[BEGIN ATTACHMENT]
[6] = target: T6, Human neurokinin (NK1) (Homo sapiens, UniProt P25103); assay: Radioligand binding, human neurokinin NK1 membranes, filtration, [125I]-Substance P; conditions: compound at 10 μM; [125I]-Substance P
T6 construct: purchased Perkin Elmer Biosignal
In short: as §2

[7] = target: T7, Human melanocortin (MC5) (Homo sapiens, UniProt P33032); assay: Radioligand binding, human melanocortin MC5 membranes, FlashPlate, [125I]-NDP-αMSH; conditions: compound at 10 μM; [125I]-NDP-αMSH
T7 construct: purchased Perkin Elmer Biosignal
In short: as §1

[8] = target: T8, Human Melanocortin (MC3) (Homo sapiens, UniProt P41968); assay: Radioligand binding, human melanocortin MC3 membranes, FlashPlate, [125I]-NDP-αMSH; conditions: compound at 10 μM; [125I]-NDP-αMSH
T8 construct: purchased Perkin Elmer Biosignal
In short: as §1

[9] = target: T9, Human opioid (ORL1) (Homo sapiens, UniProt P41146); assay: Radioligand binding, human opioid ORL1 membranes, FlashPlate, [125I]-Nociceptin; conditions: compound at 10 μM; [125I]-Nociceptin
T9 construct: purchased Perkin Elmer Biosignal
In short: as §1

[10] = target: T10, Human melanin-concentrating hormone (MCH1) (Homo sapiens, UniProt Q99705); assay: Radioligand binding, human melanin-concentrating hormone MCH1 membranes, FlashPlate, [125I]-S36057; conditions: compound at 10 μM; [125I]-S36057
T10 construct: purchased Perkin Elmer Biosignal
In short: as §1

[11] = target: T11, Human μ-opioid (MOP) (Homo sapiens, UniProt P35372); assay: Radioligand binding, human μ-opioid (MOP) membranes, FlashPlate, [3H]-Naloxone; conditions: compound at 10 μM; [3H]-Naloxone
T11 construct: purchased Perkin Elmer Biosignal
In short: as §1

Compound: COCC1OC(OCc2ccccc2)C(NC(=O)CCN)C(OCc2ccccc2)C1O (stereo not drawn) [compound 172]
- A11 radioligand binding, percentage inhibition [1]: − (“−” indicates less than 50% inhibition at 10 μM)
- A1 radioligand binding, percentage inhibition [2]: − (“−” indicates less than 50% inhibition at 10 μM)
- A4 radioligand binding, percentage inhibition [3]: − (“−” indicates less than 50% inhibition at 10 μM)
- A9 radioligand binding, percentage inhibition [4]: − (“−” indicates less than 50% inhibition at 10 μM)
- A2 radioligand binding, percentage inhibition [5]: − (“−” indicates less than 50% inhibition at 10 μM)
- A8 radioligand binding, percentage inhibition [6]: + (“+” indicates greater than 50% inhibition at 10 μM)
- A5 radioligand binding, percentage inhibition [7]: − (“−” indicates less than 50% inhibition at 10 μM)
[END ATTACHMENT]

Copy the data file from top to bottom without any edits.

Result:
[6] = target: T6, Human neurokinin (NK1) (Homo sapiens, UniProt P25103); assay: Radioligand binding, human neurokinin NK1 membranes, filtration, [125I]-Substance P; conditions: compound at 10 μM; [125I]-Substance P
T6 construct: purchased Perkin Elmer Biosignal
In short: as §2

[7] = target: T7, Human melanocortin (MC5) (Homo sapiens, UniProt P33032); assay: Radioligand binding, human melanocortin MC5 membranes, FlashPlate, [125I]-NDP-αMSH; conditions: compound at 10 μM; [125I]-NDP-αMSH
T7 construct: purchased Perkin Elmer Biosignal
In short: as §1

[8] = target: T8, Human Melanocortin (MC3) (Homo sapiens, UniProt P41968); assay: Radioligand binding, human melanocortin MC3 membranes, FlashPlate, [125I]-NDP-αMSH; conditions: compound at 10 μM; [125I]-NDP-αMSH
T8 construct: purchased Perkin Elmer Biosignal
In short: as §1

[9] = target: T9, Human opioid (ORL1) (Homo sapiens, UniProt P41146); assay: Radioligand binding, human opioid ORL1 membranes, FlashPlate, [125I]-Nociceptin; conditions: compound at 10 μM; [125I]-Nociceptin
T9 construct: purchased Perkin Elmer Biosignal
In short: as §1

[10] = target: T10, Human melanin-concentrating hormone (MCH1) (Homo sapiens, UniProt Q99705); assay: Radioligand binding, human melanin-concentrating hormone MCH1 membranes, FlashPlate, [125I]-S36057; conditions: compound at 10 μM; [125I]-S36057
T10 construct: purchased Perkin Elmer Biosignal
In short: as §1

[11] = target: T11, Human μ-opioid (MOP) (Homo sapiens, UniProt P35372); assay: Radioligand binding, human μ-opioid (MOP) membranes, FlashPlate, [3H]-Naloxone; conditions: compound at 10 μM; [3H]-Naloxone
T11 construct: purchased Perkin Elmer Biosignal
In short: as §1

Compound: COCC1OC(OCc2ccccc2)C(NC(=O)CCN)C(OCc2ccccc2)C1O (stereo not drawn) [compound 172]
- A11 radioligand binding, percentage inhibition [1]: − (“−” indicates less than 50% inhibition at 10 μM)
- A1 radioligand binding, percentage inhibition [2]: − (“−” indicates less than 50% inhibition at 10 μM)
- A4 radioligand binding, percentage inhibition [3]: − (“−” indicates less than 50% inhibition at 10 μM)
- A9 radioligand binding, percentage inhibition [4]: − (“−” indicates less than 50% inhibition at 10 μM)
- A2 radioligand binding, percentage inhibition [5]: − (“−” indicates less than 50% inhibition at 10 μM)
- A8 radioligand binding, percentage inhibition [6]: + (“+” indicates greater than 50% inhibition at 10 μM)
- A5 radioligand binding, percentage inhibition [7]: − (“−” indicates less than 50% inhibition at 10 μM)